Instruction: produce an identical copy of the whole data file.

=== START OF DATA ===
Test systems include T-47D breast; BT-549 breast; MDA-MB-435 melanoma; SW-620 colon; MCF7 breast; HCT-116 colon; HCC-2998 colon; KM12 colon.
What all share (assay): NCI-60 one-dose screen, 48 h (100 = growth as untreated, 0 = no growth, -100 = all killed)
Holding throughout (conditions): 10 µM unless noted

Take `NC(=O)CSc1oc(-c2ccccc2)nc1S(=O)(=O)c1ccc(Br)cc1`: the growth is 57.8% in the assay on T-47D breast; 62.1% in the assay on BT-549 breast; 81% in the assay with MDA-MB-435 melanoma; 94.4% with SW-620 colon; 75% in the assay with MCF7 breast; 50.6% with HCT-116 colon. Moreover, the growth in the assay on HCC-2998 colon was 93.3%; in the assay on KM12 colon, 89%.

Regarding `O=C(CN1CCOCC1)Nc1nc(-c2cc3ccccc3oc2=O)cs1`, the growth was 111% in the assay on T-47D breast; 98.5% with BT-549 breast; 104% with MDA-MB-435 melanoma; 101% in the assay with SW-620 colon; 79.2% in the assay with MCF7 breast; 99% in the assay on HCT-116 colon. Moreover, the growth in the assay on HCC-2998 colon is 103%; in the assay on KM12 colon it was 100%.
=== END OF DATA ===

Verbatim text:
Test systems include T-47D breast; BT-549 breast; MDA-MB-435 melanoma; SW-620 colon; MCF7 breast; HCT-116 colon; HCC-2998 colon; KM12 colon.
What all share (assay): NCI-60 one-dose screen, 48 h (100 = growth as untreated, 0 = no growth, -100 = all killed)
Holding throughout (conditions): 10 µM unless noted

Take `NC(=O)CSc1oc(-c2ccccc2)nc1S(=O)(=O)c1ccc(Br)cc1`: the growth is 57.8% in the assay on T-47D breast; 62.1% in the assay on BT-549 breast; 81% in the assay with MDA-MB-435 melanoma; 94.4% with SW-620 colon; 75% in the assay with MCF7 breast; 50.6% with HCT-116 colon. Moreover, the growth in the assay on HCC-2998 colon was 93.3%; in the assay on KM12 colon, 89%.

Regarding `O=C(CN1CCOCC1)Nc1nc(-c2cc3ccccc3oc2=O)cs1`, the growth was 111% in the assay on T-47D breast; 98.5% with BT-549 breast; 104% with MDA-MB-435 melanoma; 101% in the assay with SW-620 colon; 79.2% in the assay with MCF7 breast; 99% in the assay on HCT-116 colon. Moreover, the growth in the assay on HCC-2998 colon is 103%; in the assay on KM12 colon it was 100%.